And the audience cheered.  The Daily Mail then published a letter from Mr Hasan to Mr Dacre, current editor of the Mail, sent in 2010 when he was looking for a job




Interestingly, his past history finds him comparing non-Muslims to animals.

I found the best summing up of this entire episode in the Spectator.

The Mail attracts writers who ought to oppose it, because it pays top rates if – and only if – they say exactly what the editor wants them to say. You can get at least £1,000 for a morning’s work, and Dacre will fill your pockets even if he decides not to use your piece. Writers will bark like a performing seal for money as easy as that.


But white leftists should pause before denouncing Hasan as a charlatan and a sell-out. They are the purer hypocrites and greater fools. Hasan is from the Islamist religious right.


If Dacre had had any sense, he would have hired Hasan for strategic reasons. He should have known that social conservatism would be a far stronger force if white rightists could overcome their dislike of immigrants and unite all conservative forces in a common front against liberalism.

As things stand, the world remains upside down. The left rather than the right defends reactionary religion, as long as the reactionaries do not have a white skin. You should never tire of pointing out that they are complicit in an enormous betrayal of progressive principles. Women, gays, secularists, liberals and socialists from ethnic minorities ought to be able to turn to British liberals and leftists for support against the patriarchal men, who seek to control them. Rather than fraternal greetings, they find indifference and hostility. The mainstream of liberal-left opinion in the universities, media, civil service, and Labour and Liberal Democrat parties has convinced itself that it is culturally imperialist to demand that members of minorities should enjoy the same freedoms as the rest of us.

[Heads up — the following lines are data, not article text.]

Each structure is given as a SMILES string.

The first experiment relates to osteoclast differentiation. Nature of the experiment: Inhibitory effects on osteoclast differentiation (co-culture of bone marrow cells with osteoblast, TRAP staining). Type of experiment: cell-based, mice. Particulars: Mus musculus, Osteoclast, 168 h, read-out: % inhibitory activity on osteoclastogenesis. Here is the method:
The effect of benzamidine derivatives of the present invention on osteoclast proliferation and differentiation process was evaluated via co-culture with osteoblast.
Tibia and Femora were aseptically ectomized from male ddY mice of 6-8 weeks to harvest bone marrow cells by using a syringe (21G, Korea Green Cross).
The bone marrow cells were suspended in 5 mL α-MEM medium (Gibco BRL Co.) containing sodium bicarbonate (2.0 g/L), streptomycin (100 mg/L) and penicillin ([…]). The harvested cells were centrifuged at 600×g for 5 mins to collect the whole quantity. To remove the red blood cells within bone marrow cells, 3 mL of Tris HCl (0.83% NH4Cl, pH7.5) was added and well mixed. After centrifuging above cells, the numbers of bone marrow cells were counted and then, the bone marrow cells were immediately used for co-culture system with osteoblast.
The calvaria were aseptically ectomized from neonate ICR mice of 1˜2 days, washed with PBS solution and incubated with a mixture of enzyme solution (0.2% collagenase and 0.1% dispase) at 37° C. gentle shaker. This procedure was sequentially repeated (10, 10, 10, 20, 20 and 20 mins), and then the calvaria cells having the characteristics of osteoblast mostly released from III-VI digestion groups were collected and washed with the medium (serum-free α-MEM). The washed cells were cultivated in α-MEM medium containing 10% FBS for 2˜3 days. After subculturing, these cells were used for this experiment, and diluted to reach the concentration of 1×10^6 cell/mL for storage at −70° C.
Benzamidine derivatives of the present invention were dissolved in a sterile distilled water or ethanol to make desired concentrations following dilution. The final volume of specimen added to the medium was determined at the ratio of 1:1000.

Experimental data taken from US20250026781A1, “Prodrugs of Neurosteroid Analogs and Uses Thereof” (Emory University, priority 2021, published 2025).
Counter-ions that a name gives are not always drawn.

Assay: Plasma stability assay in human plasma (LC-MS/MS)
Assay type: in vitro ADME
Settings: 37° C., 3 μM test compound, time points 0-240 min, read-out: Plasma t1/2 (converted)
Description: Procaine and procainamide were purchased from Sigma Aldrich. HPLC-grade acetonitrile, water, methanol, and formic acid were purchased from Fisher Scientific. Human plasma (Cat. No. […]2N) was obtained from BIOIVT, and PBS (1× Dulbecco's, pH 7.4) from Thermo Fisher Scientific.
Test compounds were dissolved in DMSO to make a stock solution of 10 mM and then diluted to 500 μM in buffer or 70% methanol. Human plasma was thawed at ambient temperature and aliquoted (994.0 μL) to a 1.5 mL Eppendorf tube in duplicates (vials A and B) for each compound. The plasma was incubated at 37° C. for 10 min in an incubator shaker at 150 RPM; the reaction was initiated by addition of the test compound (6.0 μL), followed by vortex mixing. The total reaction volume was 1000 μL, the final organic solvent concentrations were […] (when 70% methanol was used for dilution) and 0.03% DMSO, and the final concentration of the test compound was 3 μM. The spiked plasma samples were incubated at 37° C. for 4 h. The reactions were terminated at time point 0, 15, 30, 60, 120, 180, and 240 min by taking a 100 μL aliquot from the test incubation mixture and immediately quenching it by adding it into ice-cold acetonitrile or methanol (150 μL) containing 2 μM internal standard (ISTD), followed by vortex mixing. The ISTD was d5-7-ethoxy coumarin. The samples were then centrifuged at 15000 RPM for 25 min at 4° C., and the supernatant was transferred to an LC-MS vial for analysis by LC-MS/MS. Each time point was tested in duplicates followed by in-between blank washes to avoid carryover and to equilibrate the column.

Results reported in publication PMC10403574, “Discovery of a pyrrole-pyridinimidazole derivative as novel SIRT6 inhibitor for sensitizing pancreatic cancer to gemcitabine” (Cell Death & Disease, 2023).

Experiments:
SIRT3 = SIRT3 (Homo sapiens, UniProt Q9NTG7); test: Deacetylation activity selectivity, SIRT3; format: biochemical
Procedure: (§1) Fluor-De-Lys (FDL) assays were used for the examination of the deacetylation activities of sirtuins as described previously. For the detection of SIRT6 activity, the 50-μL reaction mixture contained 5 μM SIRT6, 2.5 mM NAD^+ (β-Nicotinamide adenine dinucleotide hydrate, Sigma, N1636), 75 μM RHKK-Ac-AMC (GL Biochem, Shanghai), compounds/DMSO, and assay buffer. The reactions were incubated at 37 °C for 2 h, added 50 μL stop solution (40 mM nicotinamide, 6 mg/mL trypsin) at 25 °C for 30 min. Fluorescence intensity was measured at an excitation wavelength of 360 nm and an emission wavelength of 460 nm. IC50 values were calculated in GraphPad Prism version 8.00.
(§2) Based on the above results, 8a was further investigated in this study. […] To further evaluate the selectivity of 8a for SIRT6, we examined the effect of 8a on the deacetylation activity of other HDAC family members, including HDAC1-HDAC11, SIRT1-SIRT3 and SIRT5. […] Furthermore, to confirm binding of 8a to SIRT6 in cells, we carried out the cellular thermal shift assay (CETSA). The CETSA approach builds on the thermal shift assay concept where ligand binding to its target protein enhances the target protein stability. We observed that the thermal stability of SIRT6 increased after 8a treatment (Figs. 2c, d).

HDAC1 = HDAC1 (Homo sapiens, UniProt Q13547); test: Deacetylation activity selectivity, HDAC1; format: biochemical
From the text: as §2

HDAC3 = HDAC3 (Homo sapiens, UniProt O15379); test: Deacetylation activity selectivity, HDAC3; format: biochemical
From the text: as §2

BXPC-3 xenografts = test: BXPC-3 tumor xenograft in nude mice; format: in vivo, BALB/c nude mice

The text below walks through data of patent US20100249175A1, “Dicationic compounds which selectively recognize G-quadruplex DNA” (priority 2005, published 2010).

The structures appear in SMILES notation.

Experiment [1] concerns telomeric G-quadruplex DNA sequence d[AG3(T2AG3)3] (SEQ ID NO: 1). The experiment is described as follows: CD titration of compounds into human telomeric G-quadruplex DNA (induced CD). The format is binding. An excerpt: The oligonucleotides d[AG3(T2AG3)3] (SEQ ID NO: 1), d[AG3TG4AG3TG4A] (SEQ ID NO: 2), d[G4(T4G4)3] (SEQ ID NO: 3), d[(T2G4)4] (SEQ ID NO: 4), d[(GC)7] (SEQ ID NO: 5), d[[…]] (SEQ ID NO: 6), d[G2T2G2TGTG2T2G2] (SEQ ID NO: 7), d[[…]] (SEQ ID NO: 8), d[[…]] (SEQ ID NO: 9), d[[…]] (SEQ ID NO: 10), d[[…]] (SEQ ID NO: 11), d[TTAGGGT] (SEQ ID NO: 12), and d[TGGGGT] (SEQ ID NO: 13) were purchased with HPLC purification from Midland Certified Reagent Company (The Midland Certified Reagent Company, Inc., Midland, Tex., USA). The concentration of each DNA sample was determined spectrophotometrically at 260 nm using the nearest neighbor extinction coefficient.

What I find bizarre in the Anglophone world is how socialists are routinely traduced as unpatriotic and likened to saboteurs, say, in the way that OWS was targeted.   


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Let's be clear,

Bird Dog's picture

the FBI and DHS surveillance occurred under "the most closed, control-freak administration" that Sanger ever covered.

A thought. The Daily Mail operates under fairly strict libel laws, so Miliband could have easily prosecuted the paper if it wrote anything untrue about his dad, but he didn't. Instead, he took the tack of protesting about coverage of the life of a private citizen, albeit a private citizen who has published his political views over the years.

"Transparency and the rule of law will be the touchstones of this presidency."

--Barack Obama, January 2009

Decades of Cold War propaganda and real fear of a nuclear


exchange have left a long shadow... but I think Britain's anti-socialist culture goes back way, way before Marx even. The English Civil War brought legions of communitarian/socialist/radical/anarchist groups to the forefront. There were Levellers who mostly wanted to extend the franchise, Diggers who were honest-to-god anti-property communists, Fifth Monarchists who believed Christ was at hand and therefore the "saints" should seize political power, Ranters - pantheist antinomians who believed Christ's grace had made men like gods, completely unbound by any obligation to obey religious or secular law, morality, etc. It was a crazy time.